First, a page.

Abstract Chemical flooding has been widely used to enhance oil recovery after conventional waterflooding. However, it is always a challenge to model chemical flooding accurately since many of the model parameters of the chemical flooding cannot be measured accurately in the lab and even some parameters cannot be obtained from the lab. Recently, the ensemble-based assisted history matching techniques have been proven to be efficient and effective in simultaneously estimating multiple model parameters. Therefore, this study validates the effectiveness of the ensemble-based method in estimating model parameters for chemical flooding simulation, and the half-iteration EnKF (HIEnKF) method has been employed to conduct the assisted history matching. In this work, five surfactantpolymer (SP) coreflooding experiments have been first conducted, and the corresponding core scale simulation models have been built to simulate the coreflooding experiments. Then the HIEnKF method has been applied to calibrate the core scale simulation models by assimilating the observed data including cumulative oil production and pressure drop from the corresponding coreflooding experiments. The HIEnKF method has been successively applied to simultaneously estimate multiple model parameters, including porosity and permeability fields, relative permeabilities, polymer viscosity curve, polymer adsorption curve, surfactant interfacial tension (IFT) curve and miscibility function curve, for the SP flooding simulation model. There exists a good agreement between the updated simulation results and observation data, indicating that the updated model parameters are appropriate to characterize the properties of the corresponding porous media and the fluid flow properties in it. At the same time, the effectiveness of the ensemble-based assisted history matching method in chemical enhanced oil recovery (EOR) simulation has been validated. Based on the validated simulation model, numerical simulation tests have been conducted to investigate the influence of injection schemes and operating parameters of SP flooding on the ultimate oil recovery performance. It has been found that the polymer concentration, surfactant concentration and slug size of SP flooding have a significant impact on oil recovery, and these parameters need to be optimized to achieve the maximum economic benefit.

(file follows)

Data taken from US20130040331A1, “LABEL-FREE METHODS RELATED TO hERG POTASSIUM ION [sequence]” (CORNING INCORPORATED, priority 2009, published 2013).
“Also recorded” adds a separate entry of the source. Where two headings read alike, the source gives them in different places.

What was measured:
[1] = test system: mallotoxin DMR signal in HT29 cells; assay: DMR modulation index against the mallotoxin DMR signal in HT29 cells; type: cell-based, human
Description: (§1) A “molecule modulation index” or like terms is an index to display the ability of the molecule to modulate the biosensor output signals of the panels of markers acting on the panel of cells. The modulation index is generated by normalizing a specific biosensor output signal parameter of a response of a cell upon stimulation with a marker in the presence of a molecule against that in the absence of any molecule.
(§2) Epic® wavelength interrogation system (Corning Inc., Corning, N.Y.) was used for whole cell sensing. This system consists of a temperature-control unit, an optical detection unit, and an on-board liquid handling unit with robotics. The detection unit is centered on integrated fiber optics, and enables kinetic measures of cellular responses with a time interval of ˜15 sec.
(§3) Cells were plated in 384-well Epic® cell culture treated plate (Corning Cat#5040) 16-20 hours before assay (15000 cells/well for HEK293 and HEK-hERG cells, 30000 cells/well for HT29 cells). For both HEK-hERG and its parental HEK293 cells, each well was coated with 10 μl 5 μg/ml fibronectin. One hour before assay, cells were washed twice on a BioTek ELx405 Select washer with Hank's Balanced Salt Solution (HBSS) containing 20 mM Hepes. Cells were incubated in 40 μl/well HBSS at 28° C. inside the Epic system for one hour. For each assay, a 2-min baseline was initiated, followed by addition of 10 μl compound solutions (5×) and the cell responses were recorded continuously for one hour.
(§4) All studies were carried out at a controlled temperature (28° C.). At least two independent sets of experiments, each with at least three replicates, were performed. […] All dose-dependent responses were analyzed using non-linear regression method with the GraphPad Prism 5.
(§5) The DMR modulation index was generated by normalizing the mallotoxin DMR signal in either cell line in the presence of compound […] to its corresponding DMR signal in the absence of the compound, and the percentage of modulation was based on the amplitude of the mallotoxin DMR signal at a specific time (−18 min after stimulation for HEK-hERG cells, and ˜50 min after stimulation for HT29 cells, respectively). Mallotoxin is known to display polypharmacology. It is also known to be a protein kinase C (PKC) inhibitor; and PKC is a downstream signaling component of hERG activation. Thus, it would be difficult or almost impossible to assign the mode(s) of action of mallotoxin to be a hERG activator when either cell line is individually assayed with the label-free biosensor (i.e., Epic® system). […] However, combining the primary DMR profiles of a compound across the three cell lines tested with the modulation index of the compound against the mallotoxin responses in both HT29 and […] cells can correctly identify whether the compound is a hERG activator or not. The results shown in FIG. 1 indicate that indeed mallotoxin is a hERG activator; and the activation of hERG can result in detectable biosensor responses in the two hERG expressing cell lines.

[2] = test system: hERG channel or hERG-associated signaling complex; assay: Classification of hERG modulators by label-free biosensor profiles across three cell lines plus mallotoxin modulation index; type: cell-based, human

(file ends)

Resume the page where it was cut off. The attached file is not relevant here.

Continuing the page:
Abstract Controlling excessive water production in mature oil fields has always been one major objective of the oil and gas industry. This objective calls for planning of more effective water-control treatments with optimized designs to obtain more attractive outcomes. Unfortunately, planning such treatments still represents a dilemma for conformance experts due to the lack of systematic design tools in the industry. This paper proposes and makes available a new design approach for bulk gel treatments by grouping designs of 62 worldwide field projects (1985-2018) according to gel volume-concentration ratio (VCR). After compiling them from SPE papers, the average gel volumes and polymer concentrations in the field projects were used to evaluate the gel VCR. Distributions of field projects were examined according to the gel VCR and the formation type using stacked histograms. A comprehensive investigation was performed to indicate the grouping criterion and design types of gel treatments. Based on mean-per-group strategy, the average VCR was estimated for each channeling and formation type to build a three-parameter design approach. Two approximations for the average polymer concentration and two correlations for minimum and maximum designs and were identified and included in the approach. The study shows that the gel VCR is a superior design criterion for in-situ bulk gel treatments. Field applications tend to aggregate in three project groups of clear separating VCR cut-offs (<1, 1-3, >3 bbl/ppm). The channeling type is the dividing or distributing criterion of the gel projects among the three project groups. We identified that VCRs<1 bbl/ppm are used to treat conformance problems that exhibit pipe-like channeling usually presented in unconsolidated and fractured formations with very long injection time (design type I). For fracture-channeling problems frequently presented in naturally or hydraulically-fractured formations, VCRs of 1-3 bbl/ppm are used (design type II). Large gel treatments with VCR>3 bbl/ppm are performed to address matrix-channeling often shown in matrix-rock formations and fracture networks (design type III). Results show that the VCR approach reasonably predicts the gel volume and the polymer concentration in training (R of 0.93 and 0.67) and validation (AAPE <22%) samples. Besides its novelty, the new approach is systematic, practical, and accurate, and will facilitate the optimization of the gel treatments to improve their performances and success rate.